And Barrett Bays,
Who roughed it in the Adirondacks, hoped
The inquest's end would leave him undisclosed
In Elenor Murray's life, though wracked with fear
About the letters in the vault, some day
To be unearthed, or taken, it might be,
By Margery Camp for uses sinister --
He reading that the letters had been given
To Coroner Merival, and seeing his name
Printed in every sheet, saw no escape
In any nook of earth, returned and walked
In Merival's office: trembling, white as snow.

So Barrett Bays was sworn, before the jury
Sat and replied to questions, said he knew
Elenor Murray in the fall before
She went to France, saw much of her for weeks;
Had written her these letters before she left.
Had followed her in the war, and gone to France,
Had seen her for some days in Paris when
She had a furlough. Had come back and parted
With Elenor Murray, broken with her, found
A cause for crushing out his love for her.
Came back to win forgetfulness, had written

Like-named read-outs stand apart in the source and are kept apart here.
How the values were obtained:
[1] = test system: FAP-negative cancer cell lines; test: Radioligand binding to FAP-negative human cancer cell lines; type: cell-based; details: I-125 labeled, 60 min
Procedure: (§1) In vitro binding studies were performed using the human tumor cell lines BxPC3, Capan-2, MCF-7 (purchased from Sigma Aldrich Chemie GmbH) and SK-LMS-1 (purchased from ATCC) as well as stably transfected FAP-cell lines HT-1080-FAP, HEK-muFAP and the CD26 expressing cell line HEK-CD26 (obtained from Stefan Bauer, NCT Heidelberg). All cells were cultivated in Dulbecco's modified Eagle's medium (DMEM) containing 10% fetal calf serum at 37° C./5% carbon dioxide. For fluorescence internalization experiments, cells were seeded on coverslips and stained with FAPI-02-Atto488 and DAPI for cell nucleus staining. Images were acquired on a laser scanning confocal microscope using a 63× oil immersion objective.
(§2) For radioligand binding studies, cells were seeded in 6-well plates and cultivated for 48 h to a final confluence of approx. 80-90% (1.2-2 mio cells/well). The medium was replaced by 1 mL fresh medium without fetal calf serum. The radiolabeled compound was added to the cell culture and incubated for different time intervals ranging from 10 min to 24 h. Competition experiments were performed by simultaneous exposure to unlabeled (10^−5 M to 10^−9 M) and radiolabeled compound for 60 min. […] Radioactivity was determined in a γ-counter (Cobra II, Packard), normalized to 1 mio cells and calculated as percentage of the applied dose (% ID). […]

No word to her since leaving Paris -- let
Her letters lie unanswered; brought her letters,
And gave them to the coroner. Then he told
Of the day before her death, and how she came
By motor to Chicago with her aunt,
Named Irma Leese, and telephoned him, begged
An hour for talk. "Come meet me by the river,"
She had said. And so went to meet her. Then he told
Why he relented, after he had left her
In Paris with no word beside this one:
"This is the end." Now he was curious
To know what she would say, what could be said
Beyond what she had written -- so he went
Out of a curious but hardened heart.